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Autoblog recaps the 2015 Bahrain Formula One Grand Prix, a race that came down to Mercedes' overwhelming power versus Ferrari's combination of power and strategy.


The sand, the wind, the penalties, the contact and the one crash – all of them collided to make the Bahrain Formula One Grand Prix a surprise affair from day to day and lap to lap. Oh, and did we mention the tires? Pirelli made a last-minute swap after the amusement park ride that the Chinese Grand Prix turned into with the soft compound tire, and brought medium and hard compounds to the desert. That didn't stop things from falling apart for some teams – literally – and that di


Law enforcement in Bahrain is once again cracking down on pro-democracy protesters ahead of the upcoming Bahrain Grand Prix. The Formula One race focuses the world's attention on the Middle Eastern kingdom each year, and protesters take the occasion to demonstrate against the ruling family.


At what point does a political issue become a moral one? And at what point, if any, should motor racing enter that debate? These are the questions that Formula 1 and all those involved have wrestled with since the Bahrain Grand Prix was put back on the calendar for this year.


The group of hackers known as Anonymous issued a press release last night announcing their intent to hack and take down the official website for Formula One at formulaone.com for the duration of the Bahrain Grand Prix. Their reason? To protest the increasingly violent crackdown on the people of Bahrain by their own government.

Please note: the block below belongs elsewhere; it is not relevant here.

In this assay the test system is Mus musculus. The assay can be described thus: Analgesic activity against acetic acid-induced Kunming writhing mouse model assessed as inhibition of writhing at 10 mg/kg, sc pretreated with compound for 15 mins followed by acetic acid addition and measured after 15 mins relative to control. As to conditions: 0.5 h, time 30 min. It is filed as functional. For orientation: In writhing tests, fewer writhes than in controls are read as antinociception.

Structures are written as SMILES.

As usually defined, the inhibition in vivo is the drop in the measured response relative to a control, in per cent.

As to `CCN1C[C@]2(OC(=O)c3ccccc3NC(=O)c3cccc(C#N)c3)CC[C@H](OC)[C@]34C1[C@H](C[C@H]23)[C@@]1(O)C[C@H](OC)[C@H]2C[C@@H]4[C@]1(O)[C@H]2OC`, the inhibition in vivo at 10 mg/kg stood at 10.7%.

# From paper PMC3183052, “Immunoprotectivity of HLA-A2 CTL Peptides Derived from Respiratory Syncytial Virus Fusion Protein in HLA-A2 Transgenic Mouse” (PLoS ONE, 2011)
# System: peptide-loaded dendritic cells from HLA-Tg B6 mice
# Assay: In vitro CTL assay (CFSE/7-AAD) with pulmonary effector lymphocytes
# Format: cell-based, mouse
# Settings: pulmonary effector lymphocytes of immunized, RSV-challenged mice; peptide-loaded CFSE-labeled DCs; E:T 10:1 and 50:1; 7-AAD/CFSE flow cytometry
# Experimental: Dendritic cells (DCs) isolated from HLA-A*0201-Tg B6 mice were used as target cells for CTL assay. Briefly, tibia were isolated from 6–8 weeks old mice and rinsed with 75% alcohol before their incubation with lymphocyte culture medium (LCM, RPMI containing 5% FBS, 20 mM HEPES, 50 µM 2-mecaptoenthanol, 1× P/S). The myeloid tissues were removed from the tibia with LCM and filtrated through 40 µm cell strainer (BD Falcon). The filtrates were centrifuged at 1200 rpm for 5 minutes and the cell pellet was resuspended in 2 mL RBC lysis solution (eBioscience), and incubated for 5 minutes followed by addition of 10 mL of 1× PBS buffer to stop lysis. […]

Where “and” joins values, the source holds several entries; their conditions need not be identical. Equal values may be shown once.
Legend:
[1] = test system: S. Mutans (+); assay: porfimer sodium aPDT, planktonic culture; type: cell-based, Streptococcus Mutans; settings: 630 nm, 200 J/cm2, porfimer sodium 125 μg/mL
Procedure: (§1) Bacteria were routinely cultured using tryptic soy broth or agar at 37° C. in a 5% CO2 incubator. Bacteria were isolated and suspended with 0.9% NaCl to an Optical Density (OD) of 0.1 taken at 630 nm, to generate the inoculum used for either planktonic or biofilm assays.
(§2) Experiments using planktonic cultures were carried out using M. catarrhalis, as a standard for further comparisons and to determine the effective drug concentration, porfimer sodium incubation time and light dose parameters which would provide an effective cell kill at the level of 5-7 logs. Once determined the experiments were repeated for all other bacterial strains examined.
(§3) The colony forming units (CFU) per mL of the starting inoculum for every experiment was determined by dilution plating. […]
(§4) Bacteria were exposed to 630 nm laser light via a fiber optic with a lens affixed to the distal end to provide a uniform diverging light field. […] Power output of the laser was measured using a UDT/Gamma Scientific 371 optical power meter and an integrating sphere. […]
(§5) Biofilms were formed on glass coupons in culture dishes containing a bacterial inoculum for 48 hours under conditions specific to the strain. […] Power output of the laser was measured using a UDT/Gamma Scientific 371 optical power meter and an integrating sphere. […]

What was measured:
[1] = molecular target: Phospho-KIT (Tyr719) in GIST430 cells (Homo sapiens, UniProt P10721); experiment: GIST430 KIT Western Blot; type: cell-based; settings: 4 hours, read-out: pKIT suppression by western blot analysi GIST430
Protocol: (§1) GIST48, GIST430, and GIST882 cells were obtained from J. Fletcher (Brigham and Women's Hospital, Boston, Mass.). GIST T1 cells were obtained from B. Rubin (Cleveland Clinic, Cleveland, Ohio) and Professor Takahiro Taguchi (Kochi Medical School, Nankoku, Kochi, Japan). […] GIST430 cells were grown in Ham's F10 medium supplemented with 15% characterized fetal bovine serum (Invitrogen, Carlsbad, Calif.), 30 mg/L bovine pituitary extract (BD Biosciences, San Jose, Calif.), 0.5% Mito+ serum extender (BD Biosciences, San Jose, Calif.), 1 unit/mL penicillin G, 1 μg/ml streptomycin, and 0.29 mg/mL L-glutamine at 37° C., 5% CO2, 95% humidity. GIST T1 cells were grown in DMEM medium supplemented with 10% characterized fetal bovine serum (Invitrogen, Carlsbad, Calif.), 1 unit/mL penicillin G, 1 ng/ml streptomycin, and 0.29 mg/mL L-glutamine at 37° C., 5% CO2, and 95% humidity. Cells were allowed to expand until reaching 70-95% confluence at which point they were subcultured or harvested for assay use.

Protesters in Bahrain continue to push for democratic reforms in the country, and police have stepped up a brutal crackdown ahead of the upcoming Formula One Bahrain Grand Prix. Last year, unrest forced F1 to cancel the race, but Bernie Ecclestone, president and CEO of the series, has said that won't happen in 2012. Protestors have turned their ire against F1 organizers, saying the race belittles the strife and sacrifices of those working toward democracy. In an attempt to quell the demonstratio


Consider it official: There will be no Formula One race in Bahrain for the 2011 season. This news comes despite a meeting where the FIA's World Motor Sport Council voted to bring Bahrain back into the F1 calendar on October 30.


The start to this year's Formula 1 championship was delayed when civil unrest in the Gulf kingdom of Bahrain forced the cancellation of the season-opening Bahrain Grand Prix. Since then, a question mark has loomed over whether the round would be reinstated later in the season, and now we have our answer. In its meeting over the weekend, the FIA's World Motor Sport Council voted to bring Bahrain back into the F1 calendar on October 30.


Go back a few years and the prospect of political unrest in a host country was seldom a factor in determining where to hold a motor race. But that age of innocence appears to be behind us.


Politics and racing don't go together. Whether it's former FIA president Max Mosley's fascist sympathies or the dispute over Cyprus being played out on the podium of the Turkish Grand Prix, there's just no place for it in motorsports. But with political unrest spreading across the Arab world, it looks like revolution has gotten in the way of racing once again.


"Playing" a Fernando Alonso lap of Bahrain in a Ferrari F10 – Click above to watch video after the jump


Formula One Bahrain 2010 – Click above for high-res image gallery


The Red Bull F1 team prepares for the Bahrain GP – Click above to watch video after the jump


Everyone who speculated that, after two dismal races at the start of the season, Felipe Massa might have lost his edge, were firmly put in their place as the Ferrari driver pulled out a spectacular performance to dominate the race virtually from start to finish. His team mate Kimi Raikkonen battled it out with the likes of countryman Heikki Kovalainen (McLaren) and Robert Kubica (BMW) to cross the finish line in second place, giving Raikkonen the lead in the drivers' championship with 19 points.

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